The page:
LapplandMedia & PhotoAdventure (Peter Rosén), Abisko will help you with your Aurora Photo Adventure of a lifetime!
14 years ago I moved to Abisko and fell in love with the northern lights. In 2001 I produced my first film about the northern lights and here comes my second one. I hope you enjoy it. If this inspires you and sparks an interest to photograph the dancing queen of the Lapland sky, we warmly welcome you to take part in my Aurora Photo Courses in Abisko National Park, my own back yard. All images are taken in Abisko, Kiruna and Swedish Lapland during the past 3 years. We extend a warm thanks to NASA for sharing some sequences from space! Please share the film among your friends!
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Almost all images are taken in locations we visit during our Aurora Photo Courses in Abisko National Park, Aurora Sky Station and in Kiruna, Swedish Lapland.
For this video I have taken about one hundred thousand images using Canon 1 DX, Mark IIIDS, 2 Mark III and a 550D camera. Although it is possible to film the Aurora in real time video today, I have chosen to only use still images in this video to improve image quality and the dynamic range. My ambition is however to show the Aurora as close to real time as possible. My favorite lenses for Aurora images are 16-35:2.8, 24:1.4 and 15:2.8. For panning and motion control I have used Ditogear Omnislider and Omnicontroller and I'm very happy with their equipment.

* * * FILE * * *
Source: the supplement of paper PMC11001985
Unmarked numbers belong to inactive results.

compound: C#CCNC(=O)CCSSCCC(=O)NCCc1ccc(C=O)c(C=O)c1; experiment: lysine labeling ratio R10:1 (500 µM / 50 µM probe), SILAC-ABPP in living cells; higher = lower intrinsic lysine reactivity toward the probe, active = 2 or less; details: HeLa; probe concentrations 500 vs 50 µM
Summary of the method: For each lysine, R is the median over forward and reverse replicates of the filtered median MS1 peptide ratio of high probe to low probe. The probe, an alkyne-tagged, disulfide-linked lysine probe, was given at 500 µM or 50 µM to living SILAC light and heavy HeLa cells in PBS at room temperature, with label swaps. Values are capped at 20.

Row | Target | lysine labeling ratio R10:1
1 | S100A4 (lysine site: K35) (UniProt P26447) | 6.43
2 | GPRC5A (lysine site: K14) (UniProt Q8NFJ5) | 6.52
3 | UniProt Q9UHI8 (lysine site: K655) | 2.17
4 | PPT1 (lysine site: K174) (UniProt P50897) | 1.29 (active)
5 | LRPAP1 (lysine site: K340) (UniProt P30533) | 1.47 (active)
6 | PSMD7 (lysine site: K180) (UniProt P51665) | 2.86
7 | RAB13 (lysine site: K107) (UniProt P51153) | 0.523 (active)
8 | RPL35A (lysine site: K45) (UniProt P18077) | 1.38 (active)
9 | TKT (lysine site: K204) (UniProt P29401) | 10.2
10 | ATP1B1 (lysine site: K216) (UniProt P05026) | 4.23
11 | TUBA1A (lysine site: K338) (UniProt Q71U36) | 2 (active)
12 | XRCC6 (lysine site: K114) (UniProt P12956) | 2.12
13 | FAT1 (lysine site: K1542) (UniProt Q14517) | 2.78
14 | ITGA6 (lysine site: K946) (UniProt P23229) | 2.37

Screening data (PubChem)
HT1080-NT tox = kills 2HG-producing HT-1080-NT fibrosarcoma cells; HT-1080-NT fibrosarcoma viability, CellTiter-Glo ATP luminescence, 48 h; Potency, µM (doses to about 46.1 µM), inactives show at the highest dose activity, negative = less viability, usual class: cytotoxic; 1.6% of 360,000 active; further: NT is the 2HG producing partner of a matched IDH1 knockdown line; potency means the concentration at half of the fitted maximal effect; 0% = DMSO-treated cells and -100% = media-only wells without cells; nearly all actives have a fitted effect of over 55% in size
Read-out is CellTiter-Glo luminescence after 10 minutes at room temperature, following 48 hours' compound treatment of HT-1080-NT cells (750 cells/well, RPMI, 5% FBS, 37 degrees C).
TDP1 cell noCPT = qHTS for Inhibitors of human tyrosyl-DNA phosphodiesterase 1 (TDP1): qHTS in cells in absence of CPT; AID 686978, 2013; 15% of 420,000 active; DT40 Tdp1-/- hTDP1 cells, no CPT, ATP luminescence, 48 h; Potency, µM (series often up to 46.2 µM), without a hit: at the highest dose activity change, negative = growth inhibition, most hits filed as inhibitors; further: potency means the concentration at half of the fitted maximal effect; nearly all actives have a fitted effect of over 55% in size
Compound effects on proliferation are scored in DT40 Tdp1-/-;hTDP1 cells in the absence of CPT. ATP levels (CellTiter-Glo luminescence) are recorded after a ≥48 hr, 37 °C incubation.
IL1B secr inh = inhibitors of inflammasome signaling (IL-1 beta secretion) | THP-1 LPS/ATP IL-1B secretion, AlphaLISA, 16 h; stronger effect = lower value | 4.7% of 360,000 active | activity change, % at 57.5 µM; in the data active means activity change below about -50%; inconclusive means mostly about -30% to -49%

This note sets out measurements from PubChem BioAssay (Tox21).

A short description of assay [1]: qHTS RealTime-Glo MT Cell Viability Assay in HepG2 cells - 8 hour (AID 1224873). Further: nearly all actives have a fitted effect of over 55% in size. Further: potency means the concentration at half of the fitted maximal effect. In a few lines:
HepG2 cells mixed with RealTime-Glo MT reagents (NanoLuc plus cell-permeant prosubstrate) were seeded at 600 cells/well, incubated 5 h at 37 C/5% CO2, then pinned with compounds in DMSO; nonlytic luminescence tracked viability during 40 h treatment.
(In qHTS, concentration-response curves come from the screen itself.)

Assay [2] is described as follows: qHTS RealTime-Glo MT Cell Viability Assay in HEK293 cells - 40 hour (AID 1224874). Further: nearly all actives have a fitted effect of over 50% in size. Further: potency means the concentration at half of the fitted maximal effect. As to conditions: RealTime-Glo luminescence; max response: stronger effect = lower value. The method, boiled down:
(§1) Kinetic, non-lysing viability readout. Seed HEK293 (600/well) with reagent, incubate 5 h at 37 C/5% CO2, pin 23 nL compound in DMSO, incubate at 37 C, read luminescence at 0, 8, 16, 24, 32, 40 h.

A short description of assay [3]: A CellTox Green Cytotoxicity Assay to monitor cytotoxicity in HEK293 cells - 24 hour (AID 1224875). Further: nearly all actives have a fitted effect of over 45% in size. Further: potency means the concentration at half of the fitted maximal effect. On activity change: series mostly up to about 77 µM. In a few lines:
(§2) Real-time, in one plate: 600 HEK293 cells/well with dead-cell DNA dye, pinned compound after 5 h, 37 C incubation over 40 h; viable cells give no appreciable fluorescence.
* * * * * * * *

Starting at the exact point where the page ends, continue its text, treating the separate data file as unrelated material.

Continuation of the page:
So what is the Aurora? Understanding how Aurora Borealis is created takes you on a journey into space, all the way to the sun. It is here the first half of the story starts. The sun ejects a steady stream of high-energy particles. The amount of particles increases from time to time, that which we call solar storms.
The other half of the phenomena is hosted by Earth itself, its atmosphere and magnetosphere. The atmosphere contains a variety of particles and molecules, mostly nitrogen and oxygen. The magnetosphere is generated by the Earth's iron core, like a large magnet. The plus pole and minus pole create magnetic field lines, dipping down in oval formations around the north and south poles.
When the charged particles from the sun surge towards Earth, they can become captured in the magnetic field lines and are pulled downwards towards the poles. On their way down, they collide with the particles in the atmosphere. The transfer of energy from solar particles to atmospheric particles results in the breathtaking light show of the aurora.
Welcome to Abisko National Park and Swedish Lapland! Maybe I'll see you at the foot of the mountain sometime soon ...